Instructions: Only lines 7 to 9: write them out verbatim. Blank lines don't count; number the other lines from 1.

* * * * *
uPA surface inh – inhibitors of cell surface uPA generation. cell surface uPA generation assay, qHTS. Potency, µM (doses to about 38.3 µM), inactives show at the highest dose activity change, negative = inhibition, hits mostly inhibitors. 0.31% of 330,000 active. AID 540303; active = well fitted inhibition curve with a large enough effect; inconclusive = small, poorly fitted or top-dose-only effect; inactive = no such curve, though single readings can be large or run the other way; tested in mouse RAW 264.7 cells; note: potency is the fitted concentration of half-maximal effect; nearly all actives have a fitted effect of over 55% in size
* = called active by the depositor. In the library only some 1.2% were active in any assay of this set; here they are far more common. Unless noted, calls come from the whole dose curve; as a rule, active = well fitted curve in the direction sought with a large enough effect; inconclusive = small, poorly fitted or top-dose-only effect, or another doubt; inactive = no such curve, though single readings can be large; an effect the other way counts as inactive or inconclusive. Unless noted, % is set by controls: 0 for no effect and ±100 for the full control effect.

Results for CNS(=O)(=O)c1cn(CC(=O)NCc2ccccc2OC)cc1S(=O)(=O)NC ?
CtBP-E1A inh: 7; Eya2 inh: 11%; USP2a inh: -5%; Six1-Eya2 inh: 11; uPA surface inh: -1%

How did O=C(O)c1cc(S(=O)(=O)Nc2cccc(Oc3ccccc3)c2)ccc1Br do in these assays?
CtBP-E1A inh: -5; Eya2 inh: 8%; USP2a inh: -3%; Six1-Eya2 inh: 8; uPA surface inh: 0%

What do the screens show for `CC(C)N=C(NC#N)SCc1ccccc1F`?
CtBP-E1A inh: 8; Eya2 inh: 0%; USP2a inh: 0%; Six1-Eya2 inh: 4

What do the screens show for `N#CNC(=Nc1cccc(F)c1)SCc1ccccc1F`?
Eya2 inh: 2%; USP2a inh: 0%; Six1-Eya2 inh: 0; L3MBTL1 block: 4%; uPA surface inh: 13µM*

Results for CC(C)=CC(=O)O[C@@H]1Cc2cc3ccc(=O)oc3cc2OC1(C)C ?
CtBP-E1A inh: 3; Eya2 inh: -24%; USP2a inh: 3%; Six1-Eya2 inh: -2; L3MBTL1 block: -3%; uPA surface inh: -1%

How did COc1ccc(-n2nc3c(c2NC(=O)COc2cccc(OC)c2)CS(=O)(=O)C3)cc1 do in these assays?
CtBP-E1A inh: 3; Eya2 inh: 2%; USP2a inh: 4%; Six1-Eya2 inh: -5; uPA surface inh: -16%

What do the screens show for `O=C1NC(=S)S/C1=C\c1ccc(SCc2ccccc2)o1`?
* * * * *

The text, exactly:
What do the screens show for `CC(C)N=C(NC#N)SCc1ccccc1F`?
CtBP-E1A inh: 8; Eya2 inh: 0%; USP2a inh: 0%; Six1-Eya2 inh: 4

What do the screens show for `N#CNC(=Nc1cccc(F)c1)SCc1ccccc1F`?